Calls Corporate Greed Shameful
Washington, D.C. – Congressman Keith Ellison (D-Minneapolis) today challenged conservative lawmakers, pundits and opinion leaders on their premise that the financial crisis was caused by the Community Reinvestment Act (CRA). The CRA was passed in 1977 and encouraged banks to boost lending in lower-income communities previously lacking access to financial resources.
"This is the height of chutzpah," Ellison stated. "To suggest that the greatest financial crisis we face since the Great Depression was caused by legislation that was created to help PREVENT low-income individuals from assuming high-cost, subprime loans that have caused the crisis today is absurd. To suggest that struggling families trying to keep their homes brought down the 'Titans of Commerce' – 'The Masters of the Universe' on Wall Street is ludicrous. To suggest someone who is raising three children while holding down two minimum wage jobs on a high school education was able to stall one of the greatest economic engines on earth needs their head examined," Ellison said.
"Irresponsible and unregulated free market lending run amok got us into this fix today. Executive salaries the size of third world economies, coupled with enormous compensation packages epitomizes the laissez faire policies of the past eight years under George W. Bush. We are living a textbook example of a free and unfettered market failure. It is a crisis that can only be addressed by government oversight and regulation," Ellison, a Member of the Financial Services Committee, said.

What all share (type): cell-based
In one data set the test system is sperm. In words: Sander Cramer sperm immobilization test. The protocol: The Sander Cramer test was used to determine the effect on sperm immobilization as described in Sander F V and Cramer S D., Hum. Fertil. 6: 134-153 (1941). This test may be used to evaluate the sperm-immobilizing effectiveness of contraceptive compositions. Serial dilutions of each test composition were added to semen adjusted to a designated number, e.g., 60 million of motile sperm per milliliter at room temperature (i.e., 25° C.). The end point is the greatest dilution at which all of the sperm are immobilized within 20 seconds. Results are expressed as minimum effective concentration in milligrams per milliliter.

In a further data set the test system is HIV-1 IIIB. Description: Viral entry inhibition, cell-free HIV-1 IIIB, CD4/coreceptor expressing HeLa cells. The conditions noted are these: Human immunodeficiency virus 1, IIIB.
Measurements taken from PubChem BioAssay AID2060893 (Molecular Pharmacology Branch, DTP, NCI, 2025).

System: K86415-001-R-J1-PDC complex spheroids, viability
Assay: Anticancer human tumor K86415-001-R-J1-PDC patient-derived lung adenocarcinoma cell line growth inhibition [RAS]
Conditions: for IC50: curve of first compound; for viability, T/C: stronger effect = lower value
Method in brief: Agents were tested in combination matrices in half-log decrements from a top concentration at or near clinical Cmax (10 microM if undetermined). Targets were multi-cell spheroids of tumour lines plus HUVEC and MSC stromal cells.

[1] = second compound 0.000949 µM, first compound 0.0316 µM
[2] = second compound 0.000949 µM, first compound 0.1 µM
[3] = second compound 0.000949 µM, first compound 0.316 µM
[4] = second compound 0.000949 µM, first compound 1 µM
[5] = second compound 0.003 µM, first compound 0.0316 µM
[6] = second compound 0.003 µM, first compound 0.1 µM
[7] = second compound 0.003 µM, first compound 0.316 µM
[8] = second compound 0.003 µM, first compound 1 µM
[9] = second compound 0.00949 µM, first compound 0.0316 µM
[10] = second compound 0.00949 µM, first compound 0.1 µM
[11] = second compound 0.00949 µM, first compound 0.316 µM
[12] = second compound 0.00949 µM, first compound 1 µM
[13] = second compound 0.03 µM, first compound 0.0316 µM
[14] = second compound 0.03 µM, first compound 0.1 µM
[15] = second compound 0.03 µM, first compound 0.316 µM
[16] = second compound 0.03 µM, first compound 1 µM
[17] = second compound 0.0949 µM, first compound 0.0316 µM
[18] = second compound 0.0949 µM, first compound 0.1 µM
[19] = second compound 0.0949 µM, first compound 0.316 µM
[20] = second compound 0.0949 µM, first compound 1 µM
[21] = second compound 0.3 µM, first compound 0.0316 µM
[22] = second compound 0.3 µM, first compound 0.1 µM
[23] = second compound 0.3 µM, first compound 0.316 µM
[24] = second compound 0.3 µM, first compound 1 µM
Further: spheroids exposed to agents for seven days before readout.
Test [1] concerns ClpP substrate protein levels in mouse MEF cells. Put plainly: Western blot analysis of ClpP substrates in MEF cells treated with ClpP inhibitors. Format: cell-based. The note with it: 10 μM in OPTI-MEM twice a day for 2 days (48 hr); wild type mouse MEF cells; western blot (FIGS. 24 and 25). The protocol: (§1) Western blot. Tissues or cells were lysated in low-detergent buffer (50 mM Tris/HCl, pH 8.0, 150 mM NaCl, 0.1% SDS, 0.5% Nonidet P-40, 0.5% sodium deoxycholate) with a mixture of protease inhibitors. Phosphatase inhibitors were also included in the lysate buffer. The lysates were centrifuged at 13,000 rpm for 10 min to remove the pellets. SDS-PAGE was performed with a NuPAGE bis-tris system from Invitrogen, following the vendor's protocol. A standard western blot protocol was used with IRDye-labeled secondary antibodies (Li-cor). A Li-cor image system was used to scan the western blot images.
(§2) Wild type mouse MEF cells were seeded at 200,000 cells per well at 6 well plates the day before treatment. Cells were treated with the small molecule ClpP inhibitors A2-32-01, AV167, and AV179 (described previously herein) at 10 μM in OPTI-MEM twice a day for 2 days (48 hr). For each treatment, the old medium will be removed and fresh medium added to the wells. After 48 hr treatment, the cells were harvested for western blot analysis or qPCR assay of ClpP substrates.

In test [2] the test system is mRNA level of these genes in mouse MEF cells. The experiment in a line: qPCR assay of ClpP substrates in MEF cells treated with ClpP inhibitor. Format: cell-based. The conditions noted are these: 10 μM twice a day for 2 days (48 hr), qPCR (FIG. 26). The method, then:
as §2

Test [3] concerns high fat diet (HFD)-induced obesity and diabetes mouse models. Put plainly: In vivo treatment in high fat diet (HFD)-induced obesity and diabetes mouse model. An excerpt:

"If we do not succeed with this rescue package, we risk economic collapse – not only on Wall Street, but on Main Street as well. If we fail, payrolls will not be met, construction projects will not be financed and jobs will be lost. Six percent unemployment will seem like a walk in the park in comparison to the catastrophic consequences we will face. Make no mistake about it, this package must be responsible, with both judicial and congressional oversight, have corporate accountability, contain taxpayer equity, and an investigation of how exactly the current crisis occurred." Ellison stated.
"And yet, we have some Republican apologists both inside and outside the Congress making disingenuous and outright untruthful arguments regarding the cause of this crisis – and the way out of it. They actually argue for more of the same. They want a $700 BILLION bailout with no strings attached; no regulation; no accountability; and no oversight. And they are adamant about it." Their insistence of a bailout on their terms or no bailout at all, is truly the height of corporate greed. At a time of national crisis – and that is what this is – we, as Americans, pull together for the greater good – not the greater greed," Ellison concluded.